Memory and Forgetting in English Renaissance Drama: Shakespeare, Marlowe, Webster by Garrett A. SullivanMemory and Forgetting in English Renaissance Drama: Shakespeare, Marlowe, Webster by Garrett A. Sullivan

Memory and Forgetting in English Renaissance Drama: Shakespeare, Marlowe, Webster

byGarrett A. Sullivan

Paperback | July 30, 2009

Pricing and Purchase Info

$41.16

Earn 206 plum® points
Quantity:

In stock online

Ships free on orders over $25

Not available in stores

about

Examining sixteenth and seventeenth century conceptions of memory and forgetting, this study demonstrates their importance to the drama and culture of the time. Garrett A. Sullivan discusses memory and forgetting in terms of which a variety of behaviors--from seeking salvation to pursuing vengeance to succumbing to desire--are conceptualized. Focusing on works such as Macbeth, Hamlet, Dr. Faustus and The Duchess of Malfi, he reveals memory and forgetting to be dynamic cultural forces central to early modern understandings of embodiment, selfhood and social practice.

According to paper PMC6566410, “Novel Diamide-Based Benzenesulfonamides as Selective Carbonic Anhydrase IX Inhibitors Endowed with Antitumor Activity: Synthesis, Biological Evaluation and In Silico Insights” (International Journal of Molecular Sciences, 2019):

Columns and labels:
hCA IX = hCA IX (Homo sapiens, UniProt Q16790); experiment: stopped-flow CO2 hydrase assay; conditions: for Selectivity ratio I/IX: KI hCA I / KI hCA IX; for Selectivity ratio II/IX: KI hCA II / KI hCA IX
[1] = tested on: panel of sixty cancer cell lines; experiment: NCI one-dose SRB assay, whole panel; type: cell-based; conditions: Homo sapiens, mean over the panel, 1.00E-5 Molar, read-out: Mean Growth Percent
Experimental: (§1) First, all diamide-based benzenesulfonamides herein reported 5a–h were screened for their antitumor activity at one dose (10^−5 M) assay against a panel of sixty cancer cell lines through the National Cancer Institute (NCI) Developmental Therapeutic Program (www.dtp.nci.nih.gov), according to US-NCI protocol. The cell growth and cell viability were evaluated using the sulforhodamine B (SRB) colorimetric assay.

Title:Memory and Forgetting in English Renaissance Drama: Shakespeare, Marlowe, WebsterFormat:PaperbackDimensions:196 pages, 9.02 × 5.98 × 0.43 inPublished:July 30, 2009Publisher:Cambridge University PressLanguage:English

The following ISBNs are associated with this title:

ISBN - 10:0521117356

ISBN - 13:9780521117357

Reviews

Table of Contents

Acknowledgements; Introduction: planting oblivion; 1. Embodying oblivion; 2. 'Be this sweet Helen's knell, and now forget her': forgetting and desire in All's Well That Ends Well; 3. 'If he can remember': spiritual self-forgetting in Doctor Faustus; 4. 'My oblivion is a very Antony'; 5. Sleep, conscience and fame in The Duchess of Malfi; Coda: 'wrought with things forgotten'; Notes; Index.

Editorial Reviews

"Sullivan is a splendid close reader, with an intelligent fastidiousness so admirably capable of sustaining an argument that the book is a lively read throughout and wholly recommended." --Andrew Scott, Buffalo State University: Renaissance Quarterly Review